Connections is a 10-episode documentary television series and 1978 book (Connections, based on the series) created, written, and presented by science historian James Burke. The series was produced and directed by Mick Jackson of the BBC Science and Features Department and first aired in 1978 (UK) and 1979 (USA). It took an interdisciplinary approach to the history of science and invention, and demonstrated how various discoveries, scientific achievements, and historical world events were built from one another successively in an interconnected way to bring about particular aspects of modern technology. The series was noted for Burke’s crisp and enthusiastic presentation (and dry humour), historical re-enactments, and intricate working models.Connections (TV Series) – Wikipedia
Ha cerrado El Azúl de Fúcar.
The Tsar had his son’s first two wives, Eudoxia Saburova and Feodosiya Solovaya, sent away to convents. While they were at the Alexandrov Kremlin in November 1581, Ivan is said to have assaulted his son’s third wife, Yelena Sheremeteva, for being inappropriately dressed. She was pregnant, and the beating caused a miscarriage.
The Tsarevich reprimanded his father, and the Tsar responded by accusing his son of inciting rebellion by challenging his father and advocating attempts to relieve the on-going Siege of Pskov. Ivan struck his son with his sceptre, and also struck Boris Godunov when he tried to intervene.
The Tsarevich fell to the floor bleeding heavily. Ivan was quickly remorseful, but his son died a few days later.Ivan the Terrible and His Son Ivan, Wikipedia
On 16 January 1913, Abram Balachov attacked the painting three times with a knife, making three parallel slashes over the faces of Ivan and his son.
The curator of the Tretyakov Gallery Georgy Khruslov was so distressed by the vandalism that he threw himself under a train.
Repin returned to Moscow from Finland to restore the work. He suspected the attack was “the result of that monstrous conspiracy against the classic and academic monuments of art which is daily gathering momentum“, i.e. modernism.
Esta mañana hemos empezado a leer el comic de “Persépolis”. Julia conocía ya a Marjana Satrapi de haber leído “Ajdar”. Hemos visto un par de clips y por la tarde nos la hemos visto entera en Filmin.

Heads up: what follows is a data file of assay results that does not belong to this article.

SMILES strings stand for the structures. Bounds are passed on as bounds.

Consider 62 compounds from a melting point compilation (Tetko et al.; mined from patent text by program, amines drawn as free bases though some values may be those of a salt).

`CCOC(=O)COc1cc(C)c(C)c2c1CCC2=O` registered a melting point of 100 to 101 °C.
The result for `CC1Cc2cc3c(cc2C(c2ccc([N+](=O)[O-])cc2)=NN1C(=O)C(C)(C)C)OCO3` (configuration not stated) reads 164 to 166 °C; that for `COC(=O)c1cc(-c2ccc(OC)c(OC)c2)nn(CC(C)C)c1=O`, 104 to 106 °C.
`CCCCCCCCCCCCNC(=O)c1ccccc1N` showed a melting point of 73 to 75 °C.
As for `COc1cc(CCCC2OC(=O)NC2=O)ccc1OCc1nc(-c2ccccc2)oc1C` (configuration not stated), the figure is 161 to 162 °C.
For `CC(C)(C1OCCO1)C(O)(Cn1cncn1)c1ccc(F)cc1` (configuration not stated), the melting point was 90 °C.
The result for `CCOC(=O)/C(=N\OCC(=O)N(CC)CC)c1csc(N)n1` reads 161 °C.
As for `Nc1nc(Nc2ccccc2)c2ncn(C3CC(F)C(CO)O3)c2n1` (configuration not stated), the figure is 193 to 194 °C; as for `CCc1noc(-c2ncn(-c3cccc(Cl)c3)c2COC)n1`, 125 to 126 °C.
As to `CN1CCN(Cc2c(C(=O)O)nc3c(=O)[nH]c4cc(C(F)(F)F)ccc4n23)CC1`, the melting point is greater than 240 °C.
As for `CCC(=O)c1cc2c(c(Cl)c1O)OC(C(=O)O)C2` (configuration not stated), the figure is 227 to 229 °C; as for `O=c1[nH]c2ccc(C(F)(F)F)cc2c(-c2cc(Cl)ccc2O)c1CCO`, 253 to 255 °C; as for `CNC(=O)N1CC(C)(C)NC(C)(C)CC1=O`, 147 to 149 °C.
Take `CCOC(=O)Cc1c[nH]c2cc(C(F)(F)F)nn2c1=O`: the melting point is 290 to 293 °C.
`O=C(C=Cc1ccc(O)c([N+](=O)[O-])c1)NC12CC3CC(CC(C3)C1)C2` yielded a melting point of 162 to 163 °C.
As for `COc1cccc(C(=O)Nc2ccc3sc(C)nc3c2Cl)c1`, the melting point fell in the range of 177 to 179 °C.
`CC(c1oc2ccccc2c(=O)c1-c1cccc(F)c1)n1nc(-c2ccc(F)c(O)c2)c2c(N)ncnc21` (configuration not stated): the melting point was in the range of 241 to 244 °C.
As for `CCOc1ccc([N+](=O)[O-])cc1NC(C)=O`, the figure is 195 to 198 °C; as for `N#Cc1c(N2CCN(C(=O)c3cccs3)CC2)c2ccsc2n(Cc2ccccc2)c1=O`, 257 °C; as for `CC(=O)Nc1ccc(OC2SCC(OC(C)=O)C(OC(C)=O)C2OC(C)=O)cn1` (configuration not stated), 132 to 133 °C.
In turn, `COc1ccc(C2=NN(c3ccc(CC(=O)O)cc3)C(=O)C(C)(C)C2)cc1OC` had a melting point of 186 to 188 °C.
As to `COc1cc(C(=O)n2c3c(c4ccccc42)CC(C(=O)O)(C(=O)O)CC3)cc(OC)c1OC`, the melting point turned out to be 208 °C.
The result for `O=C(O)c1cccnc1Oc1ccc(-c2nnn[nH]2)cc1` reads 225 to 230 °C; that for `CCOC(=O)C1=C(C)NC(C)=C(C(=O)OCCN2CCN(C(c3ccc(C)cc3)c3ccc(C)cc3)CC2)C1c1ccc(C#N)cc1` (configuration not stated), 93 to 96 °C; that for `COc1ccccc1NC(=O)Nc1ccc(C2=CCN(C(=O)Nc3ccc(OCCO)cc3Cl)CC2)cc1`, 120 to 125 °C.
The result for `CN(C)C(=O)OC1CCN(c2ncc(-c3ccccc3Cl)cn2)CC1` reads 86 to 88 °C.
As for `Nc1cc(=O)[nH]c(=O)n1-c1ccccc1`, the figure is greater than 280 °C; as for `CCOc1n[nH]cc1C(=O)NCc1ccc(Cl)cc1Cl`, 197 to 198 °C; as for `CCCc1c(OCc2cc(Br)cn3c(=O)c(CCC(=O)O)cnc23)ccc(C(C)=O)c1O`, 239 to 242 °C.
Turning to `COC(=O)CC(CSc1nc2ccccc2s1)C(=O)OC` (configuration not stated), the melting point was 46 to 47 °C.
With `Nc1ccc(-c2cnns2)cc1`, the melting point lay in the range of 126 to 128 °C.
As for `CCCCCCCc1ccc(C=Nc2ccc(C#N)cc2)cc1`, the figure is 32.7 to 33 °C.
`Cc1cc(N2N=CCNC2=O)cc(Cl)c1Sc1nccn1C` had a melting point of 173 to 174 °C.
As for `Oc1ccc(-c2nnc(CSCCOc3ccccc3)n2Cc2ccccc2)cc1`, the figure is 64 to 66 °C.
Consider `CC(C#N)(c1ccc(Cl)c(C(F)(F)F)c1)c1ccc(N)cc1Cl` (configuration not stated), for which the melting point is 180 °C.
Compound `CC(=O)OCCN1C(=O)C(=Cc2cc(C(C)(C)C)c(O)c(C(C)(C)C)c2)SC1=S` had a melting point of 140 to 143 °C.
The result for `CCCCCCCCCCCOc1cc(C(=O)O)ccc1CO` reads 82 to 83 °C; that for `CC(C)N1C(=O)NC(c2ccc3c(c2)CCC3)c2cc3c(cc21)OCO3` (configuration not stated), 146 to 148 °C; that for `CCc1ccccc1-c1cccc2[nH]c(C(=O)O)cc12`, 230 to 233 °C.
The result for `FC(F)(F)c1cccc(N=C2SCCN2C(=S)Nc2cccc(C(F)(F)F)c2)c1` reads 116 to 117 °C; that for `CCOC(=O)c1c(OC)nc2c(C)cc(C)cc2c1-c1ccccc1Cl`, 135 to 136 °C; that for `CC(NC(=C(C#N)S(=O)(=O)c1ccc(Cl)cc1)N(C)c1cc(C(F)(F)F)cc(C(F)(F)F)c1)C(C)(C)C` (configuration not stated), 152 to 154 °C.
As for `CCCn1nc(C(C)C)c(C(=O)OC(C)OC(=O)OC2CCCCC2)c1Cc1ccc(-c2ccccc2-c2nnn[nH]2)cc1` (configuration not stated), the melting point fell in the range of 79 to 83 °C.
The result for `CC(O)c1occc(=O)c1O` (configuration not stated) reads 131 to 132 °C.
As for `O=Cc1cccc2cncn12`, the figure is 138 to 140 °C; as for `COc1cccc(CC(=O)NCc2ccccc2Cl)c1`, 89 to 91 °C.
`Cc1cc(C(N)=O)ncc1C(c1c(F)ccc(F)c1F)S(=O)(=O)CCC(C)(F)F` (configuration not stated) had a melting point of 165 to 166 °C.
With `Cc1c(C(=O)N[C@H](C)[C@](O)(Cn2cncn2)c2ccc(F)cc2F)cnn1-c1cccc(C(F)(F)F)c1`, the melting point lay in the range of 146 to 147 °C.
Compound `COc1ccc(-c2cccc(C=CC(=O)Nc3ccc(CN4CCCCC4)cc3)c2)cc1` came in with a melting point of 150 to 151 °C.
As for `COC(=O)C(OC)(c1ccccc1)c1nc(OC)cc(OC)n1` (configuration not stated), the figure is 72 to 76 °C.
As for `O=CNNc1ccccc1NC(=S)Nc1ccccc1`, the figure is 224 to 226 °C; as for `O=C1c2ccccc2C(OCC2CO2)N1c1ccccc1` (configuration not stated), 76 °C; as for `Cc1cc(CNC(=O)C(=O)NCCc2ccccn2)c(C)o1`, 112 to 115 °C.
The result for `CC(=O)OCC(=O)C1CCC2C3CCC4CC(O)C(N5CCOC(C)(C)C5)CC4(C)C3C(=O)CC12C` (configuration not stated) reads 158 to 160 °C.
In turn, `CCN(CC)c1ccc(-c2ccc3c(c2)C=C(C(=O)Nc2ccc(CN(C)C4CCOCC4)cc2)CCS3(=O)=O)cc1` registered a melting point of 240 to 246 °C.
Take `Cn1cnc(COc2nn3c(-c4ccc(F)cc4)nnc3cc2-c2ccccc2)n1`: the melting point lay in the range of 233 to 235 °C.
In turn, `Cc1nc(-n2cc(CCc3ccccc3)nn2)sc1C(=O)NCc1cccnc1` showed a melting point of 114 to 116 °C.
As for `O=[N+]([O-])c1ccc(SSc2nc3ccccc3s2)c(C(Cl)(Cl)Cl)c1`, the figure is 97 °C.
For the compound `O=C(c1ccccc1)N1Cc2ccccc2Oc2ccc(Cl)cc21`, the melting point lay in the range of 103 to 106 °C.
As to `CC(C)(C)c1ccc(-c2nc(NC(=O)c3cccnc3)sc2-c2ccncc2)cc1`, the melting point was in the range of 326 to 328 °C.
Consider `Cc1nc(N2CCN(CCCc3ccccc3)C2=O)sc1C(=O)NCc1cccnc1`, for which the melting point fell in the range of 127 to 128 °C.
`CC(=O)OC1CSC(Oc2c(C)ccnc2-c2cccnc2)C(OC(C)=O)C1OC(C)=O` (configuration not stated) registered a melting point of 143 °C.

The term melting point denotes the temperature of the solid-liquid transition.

La hemos visto hasta el final pero es verdad que está un poco al límite de lo que Julia puede/debe ver con 6 años. En un momento me ha preguntado: “Papá, ¿seguro que esta película es para niños?.”
Talk by Nichole Paschen Caylor at WC Nashville 2018
– “But if everybody could still understand everybody else, why would anyone need translators?” I asked.
– “Because nationalists are so stupid that they believe the nonsense they sprout. “
Tivat is different from the rest of Montenegro: more glitzy, more shiny, more expensive, more show-off. All the things I don’t like. I only go there regularly because I am trying to visit the Maritime Museum in Tivat, but it’s closed every time.
The last time, when I had a few hours to kill before the bus back to Kotor (on a nice day, you can also walk across Vrmac), I strolled along the waterfront, looking at boats. In Tivat, they don’t have real boats with cranes and containers and sailors and guns and turrets. No, they just have toy boats. Fancy toys, but no match even for the navies of Austria or Bolivia.
“Who buys such toys?” I wondered, and the answer is the same as for all other toys, like expensive cars, houses, phones and a second handbag: people who have too much money and a…
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No creo que sea muy agradable encontrarte con tu propia imagen en una galería de arte y saber que esa imagen está, además, a la venta cuando tú no has tomado parte en ello y ni siquiera puedes hacer nada para pararlo. Admito que eso es algo que resulta inquietante. Pero también tenía que luchar por el derecho de los artistas a hacer cosas que puede que no siempre resulten aceptables para todo el mundo.
Un día de 1999, el fotógrafo Philip-Lorca diCorcia fue a la famosa plaza Times Square, en Nueva York, colocó un teleobjetivo a su cámara, plantó el trípode en un lugar concreto, escondió sus flashes estroboscópicos en diferentes lugares y se colocó a unos siete metros de distancia de su cámara. Con el control remoto en mano, el fotógrafo disparaba cada vez que un transeúnte que le resultaba interesante pasaba por el lugar adecuado.
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